First and foremost, we wish to extend our congratulations to Yang Berhormat Jannie Lasimbang and Parti DAP Sabah for her victory in the recently concluded 14th General Elections. Borneo 360 ALIVE had the pleasure to meet YB Jannie Lasimbang, the newly appointed Sabah Assistant Minister for Law and Native Affairs to share her views.
YB Jannie Lasimbang, a well-known grassroots activist, is no stranger to politics and how it is often exploited to control dissent, stifle arguments and sweep dirt under the rug. As a founding member of the Pacos Trust, a group supporting Sabah’s indigenous people, and former Human Rights Commissioner of Malaysia (Suhakam) commissioner between 2010 and 2013, Jannie has championed the rights and causes of the state’s marginalised indigenous people for more than two decades.
In an interview with The Malaysian Insight, Jannie said, “All this while, being in a non-governmental organisation, I believed I could do so much change, but in the end, I realised it’s a bit hard.”
Past efforts of activists have led to greater representation and improved living conditions for the indigenous communities, but there were many limitations working as an activist. One of the most prejudicial was the legal restrictions to enacting change. During her tenure as Suhakam commissioner, Jannie produced the National Inquiry into the Land Rights of Indigenous People of Malaysia, where the panel concluded that there was a trend of systemic violation of human rights happening through laws and policies in the country.
Shackled by the previous government’s hard-line stand on human rights issues in the country, Jannie began to seriously consider becoming a lawmaker in 2013 to bring about real change. Her decision to join DAP was based on the party’s commitment to making women an integral part of the decision making process in the country’s law and administration.
Women empowerment strikes a chord in Jannie’s fight for equality and fair treatment as she believes women should be given their rightful place of dignity in society matters. In an interview with Borneo360Alive, she recounted how the women campaign workers, many of them in their 50s, worked tireless throughout her recent GE14 campaign because they believed a change had to happen if Sabah were to see any real progress in the future. With limited funds but buoyed by a sense of urgency, these women made their presence felt particularly in villages, and encouraged the voiceless to come forward and finally have their say.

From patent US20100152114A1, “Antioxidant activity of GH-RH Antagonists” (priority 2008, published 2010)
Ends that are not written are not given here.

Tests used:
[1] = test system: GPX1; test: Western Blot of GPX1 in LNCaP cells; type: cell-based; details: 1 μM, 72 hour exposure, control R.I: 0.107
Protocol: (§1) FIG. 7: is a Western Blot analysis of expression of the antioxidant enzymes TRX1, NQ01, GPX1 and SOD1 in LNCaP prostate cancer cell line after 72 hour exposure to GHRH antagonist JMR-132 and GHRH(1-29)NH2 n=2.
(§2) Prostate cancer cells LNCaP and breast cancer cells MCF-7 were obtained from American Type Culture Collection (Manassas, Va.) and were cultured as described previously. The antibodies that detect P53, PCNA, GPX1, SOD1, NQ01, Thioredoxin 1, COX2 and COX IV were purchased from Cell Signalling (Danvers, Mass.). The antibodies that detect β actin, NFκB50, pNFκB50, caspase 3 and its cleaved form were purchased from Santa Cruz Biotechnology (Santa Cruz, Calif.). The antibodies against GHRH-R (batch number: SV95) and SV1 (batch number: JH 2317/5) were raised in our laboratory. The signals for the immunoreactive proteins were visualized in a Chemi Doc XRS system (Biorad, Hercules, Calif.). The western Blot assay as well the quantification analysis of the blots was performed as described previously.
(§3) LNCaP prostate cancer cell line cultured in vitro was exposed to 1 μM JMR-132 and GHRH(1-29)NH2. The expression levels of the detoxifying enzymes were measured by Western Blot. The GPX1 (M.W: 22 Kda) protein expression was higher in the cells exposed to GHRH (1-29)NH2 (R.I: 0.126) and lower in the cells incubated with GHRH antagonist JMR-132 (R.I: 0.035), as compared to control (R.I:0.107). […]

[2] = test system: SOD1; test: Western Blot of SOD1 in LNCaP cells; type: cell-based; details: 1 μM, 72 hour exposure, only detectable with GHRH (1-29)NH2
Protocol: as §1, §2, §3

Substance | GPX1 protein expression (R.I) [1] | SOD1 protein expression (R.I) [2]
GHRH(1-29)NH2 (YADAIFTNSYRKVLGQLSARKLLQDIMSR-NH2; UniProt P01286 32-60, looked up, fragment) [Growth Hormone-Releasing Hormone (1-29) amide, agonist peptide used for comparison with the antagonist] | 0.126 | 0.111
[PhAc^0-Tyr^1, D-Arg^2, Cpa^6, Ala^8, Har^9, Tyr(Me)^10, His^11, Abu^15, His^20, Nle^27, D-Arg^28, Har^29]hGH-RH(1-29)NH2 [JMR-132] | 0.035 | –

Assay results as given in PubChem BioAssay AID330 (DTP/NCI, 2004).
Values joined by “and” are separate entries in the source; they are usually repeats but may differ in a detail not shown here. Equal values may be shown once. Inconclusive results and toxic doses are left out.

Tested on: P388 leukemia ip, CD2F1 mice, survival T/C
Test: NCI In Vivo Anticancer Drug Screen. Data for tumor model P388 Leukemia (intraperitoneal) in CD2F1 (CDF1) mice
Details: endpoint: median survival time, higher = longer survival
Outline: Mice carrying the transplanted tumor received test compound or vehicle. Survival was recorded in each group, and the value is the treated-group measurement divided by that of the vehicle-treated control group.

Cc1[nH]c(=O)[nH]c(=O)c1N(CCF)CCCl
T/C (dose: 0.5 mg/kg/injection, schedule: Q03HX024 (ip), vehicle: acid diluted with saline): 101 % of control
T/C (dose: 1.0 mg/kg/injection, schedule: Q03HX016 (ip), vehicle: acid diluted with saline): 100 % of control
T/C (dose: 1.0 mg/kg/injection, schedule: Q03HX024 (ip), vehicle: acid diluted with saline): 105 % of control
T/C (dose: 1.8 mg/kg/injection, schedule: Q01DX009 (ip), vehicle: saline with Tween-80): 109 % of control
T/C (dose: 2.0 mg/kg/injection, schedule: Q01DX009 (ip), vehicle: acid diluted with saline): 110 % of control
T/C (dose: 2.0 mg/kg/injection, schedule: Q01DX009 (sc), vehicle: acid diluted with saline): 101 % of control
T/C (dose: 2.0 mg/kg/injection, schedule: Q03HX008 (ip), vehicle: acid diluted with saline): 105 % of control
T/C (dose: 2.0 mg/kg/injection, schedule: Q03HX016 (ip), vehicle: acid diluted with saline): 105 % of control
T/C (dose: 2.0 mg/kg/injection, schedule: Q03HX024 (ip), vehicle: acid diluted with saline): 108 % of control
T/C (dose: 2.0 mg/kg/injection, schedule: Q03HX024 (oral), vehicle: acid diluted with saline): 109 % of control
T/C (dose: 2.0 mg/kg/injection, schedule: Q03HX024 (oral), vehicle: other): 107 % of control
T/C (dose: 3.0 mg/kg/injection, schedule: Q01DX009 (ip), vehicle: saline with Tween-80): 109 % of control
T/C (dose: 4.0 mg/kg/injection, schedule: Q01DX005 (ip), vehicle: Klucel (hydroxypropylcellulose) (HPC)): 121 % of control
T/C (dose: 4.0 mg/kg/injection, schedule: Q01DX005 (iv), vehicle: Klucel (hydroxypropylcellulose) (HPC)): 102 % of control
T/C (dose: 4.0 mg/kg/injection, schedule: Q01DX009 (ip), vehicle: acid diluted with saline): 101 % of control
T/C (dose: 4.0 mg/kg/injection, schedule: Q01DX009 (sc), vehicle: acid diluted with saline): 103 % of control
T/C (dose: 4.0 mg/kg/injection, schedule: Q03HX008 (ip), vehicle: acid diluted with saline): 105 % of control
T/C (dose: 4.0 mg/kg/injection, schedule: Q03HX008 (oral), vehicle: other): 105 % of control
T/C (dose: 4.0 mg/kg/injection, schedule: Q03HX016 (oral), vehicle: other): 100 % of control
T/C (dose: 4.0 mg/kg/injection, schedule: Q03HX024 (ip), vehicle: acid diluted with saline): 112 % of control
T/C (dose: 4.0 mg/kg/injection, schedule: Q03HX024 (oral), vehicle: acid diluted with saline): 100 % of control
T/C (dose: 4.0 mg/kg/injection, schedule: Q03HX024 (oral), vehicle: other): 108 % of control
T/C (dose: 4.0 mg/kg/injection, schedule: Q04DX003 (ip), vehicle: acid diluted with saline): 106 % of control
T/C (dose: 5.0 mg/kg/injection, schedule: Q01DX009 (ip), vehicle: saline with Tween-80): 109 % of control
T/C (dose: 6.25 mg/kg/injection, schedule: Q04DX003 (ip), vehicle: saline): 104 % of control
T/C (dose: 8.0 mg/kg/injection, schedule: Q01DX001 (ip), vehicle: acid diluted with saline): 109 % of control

When the results of the Kapayan constituency was announced, Jannie had managed to garner a majority of 13,250 votes over her more experienced and moneyed opponents from the then-ruling Barisan National and several other candidates from Gabungan Sabah and the alliance of Parti Cinta Sabah-PKAN. This was the biggest majority of any party candidate in the GE14 and for a first-timer in the political arena, Jannie was both surprised and elated.
Even though there were signs that the people of Sabah were getting restless under the Barisan National administration, Jannie did not want to raise her hopes too much as was the case in the last election in 2013. Her victory, and all those who stood against the ruling party, had tipped the balance in favour of a new era in Sabah politics, and the chaos that ensured a week after the election could not dampen the sense of pride in the people of Sabah for daring to stand up for a more hopeful future.
In the wake of the elections, three new portfolios were introduced into the new Sabah cabinet which are the Health and People’s Wellbeing Ministry, the Education and Innovation Ministry, and the Legal and Native Affairs Ministry of which Jannie has been appointed as Deputy Minister.
The portfolio handed to her under the ministry is to see the Native Court being upgraded to be on par with the civil court. While the Native Court has improved its jurisprudence over the years, a number of changes is expected to happen to make it more relevant to not only the indigenous people but also others who live within the same community. Training courses to strengthen and upgrade the Native Court system, particularly those related to adat or native affairs, will be conducted in line with the vision of this new ministry.
Further to this would be Jannie’s own vision which she had been promoting while on the campaign trail, and that is to restore the pride of the indigenous people in their own culture, language and identity. This includes land matters as it does matter where one comes from and how this heritage can be passed on to the younger generation.
Land reforms will take into account not just land ownership but environment protection as well. Jannie opined that her ministry was not set up to benefit just one ethnic group but all others too to create a clean, harmonious and meaningful living environment. This is the future that the younger generation has to build for themselves and this is the vision that Jannie will strive to achieve with the support and confidence that she has been entrusted upon.